By Chet Yarbrough
Written by: Ben R. Rich, Leo Janos
Narrated by: Pete Larkin
“Skunk Works” is a paean to boys with toys. Ben Rich is an engineer that worked for Kelly Johnson at Lockheed. Kelly Johnson headed Lockheed’s famous design team that created the U-2 spy plane, and the famous Black Bird in the 1960’s. Being an engineer, Rich undoubtedly had a detailed understanding of the facts, but facts are dead things without a good story. Leo Janos is a writer that turns Rich’s facts into tales of Buck Roger’s daring-do.
Lockheed became the talk of the century in the 1970’s; not for their incredible design work but for bribery. Italy, West Germany, Japan, Netherlands, and Saudi Arabia are paid $22 million dollars to buy airplanes designed by Lockheed. That American law violation leads to the resignation of the Lockheed board. Johnson and his team at the “Skunk Works” are not implicated. Johnson threatens to resign but remains to play a leading role in the design of over forty aircraft. The story of the “Skunk Works” largely ignores the scandal while recognizing the magical innovation of the storied corporation.
“Skunk Works” focuses on two great inventions, and some failures. The two great successes are the U-2 spy plane and their stealth aircraft design. Failure in the 1960’s is in Lockheed’s design and execution of drone technology and its work on a Navy stealth ship. In future generations, their “Skunk Works” research on drones and stealth work become useful innovations in many military hardware designs. But with the failure of a submarine design and the loss of three drones, one of which kills the pilot of the launching craft, Johnson’s gravitas is somewhat diminished.
To most Americans, the U-2 spy plane becomes well-known because of the Gary Powers capture in Russia. The U-2 is purchased by the American CIA, its first airplane purchase.
Because U-2 could fly at altitudes beyond the range of known radar, it is ideal for CIA Intelligence. Conventional fighter jets are unable to reach U-2 altitudes for a shoot-down and radar detection is presumed unlikely. President Eisenhower authorizes an overflight of Russia just before a summit. In 1960, Russia fires several ground-to-air missiles that hit the U-2’s tail section. Powers manages to escape the plane and is captured.
This is nearing the fourth year of U-2 flights without incident. Ben Rich suggests Lockheed expects failure for U-2 detection after two years because of technological improvements in radar detection. In fact, the U-2 is found detectable soon after its first use but time is needed to determine how the high flyer could be attacked. A decision is made by the Eisenhower administration to follow a flight path which earlier revealed important information to the CIA. Rich suggests the decision to follow the same flight path is a mistake. The Russians decide to launch several missiles based on previous radar sightings of the U-2 in that area. When Powers is shot down, he is presumed to be dead by the United States for two reasons. One, because of the high altitude of the intercept, and two because of a cyanide injection available to the pilot in the event of capture.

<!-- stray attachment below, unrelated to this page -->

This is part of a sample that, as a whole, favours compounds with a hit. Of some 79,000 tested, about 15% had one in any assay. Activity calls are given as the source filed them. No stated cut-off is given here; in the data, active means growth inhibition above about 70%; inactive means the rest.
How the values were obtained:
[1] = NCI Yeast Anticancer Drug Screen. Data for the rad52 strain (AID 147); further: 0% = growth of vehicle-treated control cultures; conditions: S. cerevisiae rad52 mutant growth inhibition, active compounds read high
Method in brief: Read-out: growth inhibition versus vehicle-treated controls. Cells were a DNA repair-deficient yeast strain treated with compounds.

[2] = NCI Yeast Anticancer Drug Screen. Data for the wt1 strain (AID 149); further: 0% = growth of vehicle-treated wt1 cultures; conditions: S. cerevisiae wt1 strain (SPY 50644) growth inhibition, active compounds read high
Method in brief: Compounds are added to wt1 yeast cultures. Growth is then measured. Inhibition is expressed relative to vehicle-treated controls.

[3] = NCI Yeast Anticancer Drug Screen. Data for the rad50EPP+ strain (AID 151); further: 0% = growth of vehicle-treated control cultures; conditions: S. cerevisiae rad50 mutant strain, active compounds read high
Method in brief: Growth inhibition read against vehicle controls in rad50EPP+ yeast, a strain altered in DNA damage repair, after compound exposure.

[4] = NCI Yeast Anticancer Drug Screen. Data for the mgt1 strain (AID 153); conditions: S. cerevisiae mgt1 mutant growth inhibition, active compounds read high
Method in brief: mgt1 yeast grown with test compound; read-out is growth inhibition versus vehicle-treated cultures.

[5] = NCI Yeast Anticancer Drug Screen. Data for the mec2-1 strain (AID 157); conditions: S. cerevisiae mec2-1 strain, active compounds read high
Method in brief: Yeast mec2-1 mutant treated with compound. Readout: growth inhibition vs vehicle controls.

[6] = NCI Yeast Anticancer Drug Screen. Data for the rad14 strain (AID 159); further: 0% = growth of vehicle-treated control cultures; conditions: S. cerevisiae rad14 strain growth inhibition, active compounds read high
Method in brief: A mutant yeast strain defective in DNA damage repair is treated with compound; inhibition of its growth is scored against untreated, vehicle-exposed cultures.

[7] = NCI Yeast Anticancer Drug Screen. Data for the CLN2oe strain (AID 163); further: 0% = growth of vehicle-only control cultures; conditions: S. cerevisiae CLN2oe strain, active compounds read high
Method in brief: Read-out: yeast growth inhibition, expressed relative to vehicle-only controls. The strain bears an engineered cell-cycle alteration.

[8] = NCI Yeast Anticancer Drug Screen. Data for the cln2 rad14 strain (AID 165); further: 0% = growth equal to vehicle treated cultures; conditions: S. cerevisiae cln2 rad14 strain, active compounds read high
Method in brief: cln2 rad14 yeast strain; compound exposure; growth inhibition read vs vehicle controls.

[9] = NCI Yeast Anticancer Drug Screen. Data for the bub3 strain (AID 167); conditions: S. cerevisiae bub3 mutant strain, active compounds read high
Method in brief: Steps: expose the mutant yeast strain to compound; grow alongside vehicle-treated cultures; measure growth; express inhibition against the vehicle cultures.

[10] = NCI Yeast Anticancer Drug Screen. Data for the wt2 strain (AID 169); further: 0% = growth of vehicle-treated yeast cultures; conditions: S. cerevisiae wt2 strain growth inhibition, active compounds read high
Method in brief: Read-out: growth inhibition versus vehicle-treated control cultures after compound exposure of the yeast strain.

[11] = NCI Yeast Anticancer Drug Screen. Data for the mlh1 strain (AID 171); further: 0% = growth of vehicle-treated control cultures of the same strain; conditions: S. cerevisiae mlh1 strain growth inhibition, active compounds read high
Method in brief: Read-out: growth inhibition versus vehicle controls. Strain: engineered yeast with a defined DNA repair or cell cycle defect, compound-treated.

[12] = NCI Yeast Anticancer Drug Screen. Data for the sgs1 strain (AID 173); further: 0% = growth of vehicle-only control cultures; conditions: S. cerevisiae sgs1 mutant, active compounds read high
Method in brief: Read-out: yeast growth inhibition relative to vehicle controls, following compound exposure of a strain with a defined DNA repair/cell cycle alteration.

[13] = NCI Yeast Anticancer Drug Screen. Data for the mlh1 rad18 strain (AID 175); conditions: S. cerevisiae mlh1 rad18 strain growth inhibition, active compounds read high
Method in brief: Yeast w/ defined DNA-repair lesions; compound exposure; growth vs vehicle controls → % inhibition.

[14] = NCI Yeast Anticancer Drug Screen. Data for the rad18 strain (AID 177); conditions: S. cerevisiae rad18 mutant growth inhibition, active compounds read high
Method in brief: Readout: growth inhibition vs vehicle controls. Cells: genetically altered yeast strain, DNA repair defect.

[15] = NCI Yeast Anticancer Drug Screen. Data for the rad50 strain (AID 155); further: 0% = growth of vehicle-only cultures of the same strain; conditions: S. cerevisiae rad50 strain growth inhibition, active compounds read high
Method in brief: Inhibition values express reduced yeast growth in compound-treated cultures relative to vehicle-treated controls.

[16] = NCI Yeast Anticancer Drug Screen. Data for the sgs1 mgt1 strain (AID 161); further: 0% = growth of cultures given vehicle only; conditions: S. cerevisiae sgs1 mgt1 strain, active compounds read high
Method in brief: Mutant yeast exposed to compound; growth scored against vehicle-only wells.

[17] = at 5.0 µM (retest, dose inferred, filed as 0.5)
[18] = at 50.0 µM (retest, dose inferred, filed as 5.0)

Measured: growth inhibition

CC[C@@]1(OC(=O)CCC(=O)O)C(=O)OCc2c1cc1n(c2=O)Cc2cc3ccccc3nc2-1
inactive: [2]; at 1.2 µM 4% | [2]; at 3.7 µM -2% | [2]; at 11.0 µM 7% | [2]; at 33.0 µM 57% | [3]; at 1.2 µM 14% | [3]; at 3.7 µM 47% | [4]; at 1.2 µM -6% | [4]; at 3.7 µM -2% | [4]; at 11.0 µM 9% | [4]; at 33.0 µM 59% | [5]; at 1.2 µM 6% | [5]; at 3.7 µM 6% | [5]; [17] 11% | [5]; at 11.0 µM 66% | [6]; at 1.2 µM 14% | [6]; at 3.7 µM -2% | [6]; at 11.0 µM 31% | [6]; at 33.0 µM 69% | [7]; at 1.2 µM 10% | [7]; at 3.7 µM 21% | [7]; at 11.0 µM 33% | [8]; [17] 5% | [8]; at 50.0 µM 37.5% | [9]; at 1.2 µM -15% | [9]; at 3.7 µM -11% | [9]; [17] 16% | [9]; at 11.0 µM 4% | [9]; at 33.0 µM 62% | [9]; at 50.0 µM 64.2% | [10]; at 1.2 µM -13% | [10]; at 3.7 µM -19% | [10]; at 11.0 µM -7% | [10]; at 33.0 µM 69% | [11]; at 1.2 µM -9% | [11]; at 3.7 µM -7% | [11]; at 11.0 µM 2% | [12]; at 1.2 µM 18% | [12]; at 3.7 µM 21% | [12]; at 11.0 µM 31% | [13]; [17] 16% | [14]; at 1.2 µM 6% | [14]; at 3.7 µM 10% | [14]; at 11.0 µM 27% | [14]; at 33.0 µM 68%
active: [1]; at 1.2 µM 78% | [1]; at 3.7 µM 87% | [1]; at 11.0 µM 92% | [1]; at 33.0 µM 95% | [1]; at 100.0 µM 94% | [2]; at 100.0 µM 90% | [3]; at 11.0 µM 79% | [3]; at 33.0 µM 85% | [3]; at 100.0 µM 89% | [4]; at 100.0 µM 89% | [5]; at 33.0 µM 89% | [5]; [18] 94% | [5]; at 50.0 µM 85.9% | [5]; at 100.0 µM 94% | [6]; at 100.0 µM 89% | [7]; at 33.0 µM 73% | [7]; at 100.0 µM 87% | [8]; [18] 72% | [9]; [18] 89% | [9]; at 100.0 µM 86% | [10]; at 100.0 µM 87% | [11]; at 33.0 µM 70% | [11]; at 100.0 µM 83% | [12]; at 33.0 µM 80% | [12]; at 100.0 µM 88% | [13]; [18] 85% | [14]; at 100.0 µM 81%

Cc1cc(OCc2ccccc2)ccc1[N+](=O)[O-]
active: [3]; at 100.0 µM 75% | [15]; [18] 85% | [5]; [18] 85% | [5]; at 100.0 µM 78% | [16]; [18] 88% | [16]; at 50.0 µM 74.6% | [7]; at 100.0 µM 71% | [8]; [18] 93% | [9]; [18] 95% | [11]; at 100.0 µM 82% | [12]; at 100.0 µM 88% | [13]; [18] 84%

Powers manages to survive the ejection and chooses not to kill himself. According to Rich, a number of military personnel consider Powers a traitor for not killing himself. In any case, Powers is released two years later in a prisoner exchange. Powers is eventually recognized for his positive contribution to the United States for his missions in the U-2. Ironically, Powers leaves the Air Force and, years later, is killed in a helicopter accident as a weather reporter.
The story of the U-2 does not end with Gary Powers. Rich notes that the U-2 is used extensively for military surveillance in future years and by other countries. In spite of radar detection, the utility of the information from U-2 photographs is determined by Washington to outweigh risks that they feel can be mitigated with more caution about flight routes and use.
U-2 photographs became eminently important during the Cuban missile crises. It is an unusual airplane because of its wide wing span, less than 6’ height, extraordinary light weight, and ability to fly at 70,000 feet where the air is too thin for conventional flight. Picture details at 70,000 feet are remarkably clear as a result of Polaroid’s early technology.